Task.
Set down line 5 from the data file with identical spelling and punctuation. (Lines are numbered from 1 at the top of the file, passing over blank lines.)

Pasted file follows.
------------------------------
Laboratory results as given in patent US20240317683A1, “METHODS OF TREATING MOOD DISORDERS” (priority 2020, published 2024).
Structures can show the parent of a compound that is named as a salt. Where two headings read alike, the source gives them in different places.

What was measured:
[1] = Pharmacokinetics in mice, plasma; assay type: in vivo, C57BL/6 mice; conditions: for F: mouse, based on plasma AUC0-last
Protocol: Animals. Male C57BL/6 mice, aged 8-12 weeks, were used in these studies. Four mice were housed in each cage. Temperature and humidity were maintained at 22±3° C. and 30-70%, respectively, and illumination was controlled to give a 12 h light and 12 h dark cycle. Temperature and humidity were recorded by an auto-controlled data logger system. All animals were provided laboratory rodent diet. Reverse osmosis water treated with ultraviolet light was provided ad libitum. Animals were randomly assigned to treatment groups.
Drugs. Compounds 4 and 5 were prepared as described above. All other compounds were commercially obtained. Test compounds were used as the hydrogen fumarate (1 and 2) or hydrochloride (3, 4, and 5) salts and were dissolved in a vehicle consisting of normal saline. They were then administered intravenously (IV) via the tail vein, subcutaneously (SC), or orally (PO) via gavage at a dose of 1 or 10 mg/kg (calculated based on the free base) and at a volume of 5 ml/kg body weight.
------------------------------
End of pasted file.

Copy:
Protocol: Animals. Male C57BL/6 mice, aged 8-12 weeks, were used in these studies. Four mice were housed in each cage. Temperature and humidity were maintained at 22±3° C. and 30-70%, respectively, and illumination was controlled to give a 12 h light and 12 h dark cycle. Temperature and humidity were recorded by an auto-controlled data logger system. All animals were provided laboratory rodent diet. Reverse osmosis water treated with ultraviolet light was provided ad libitum. Animals were randomly assigned to treatment groups.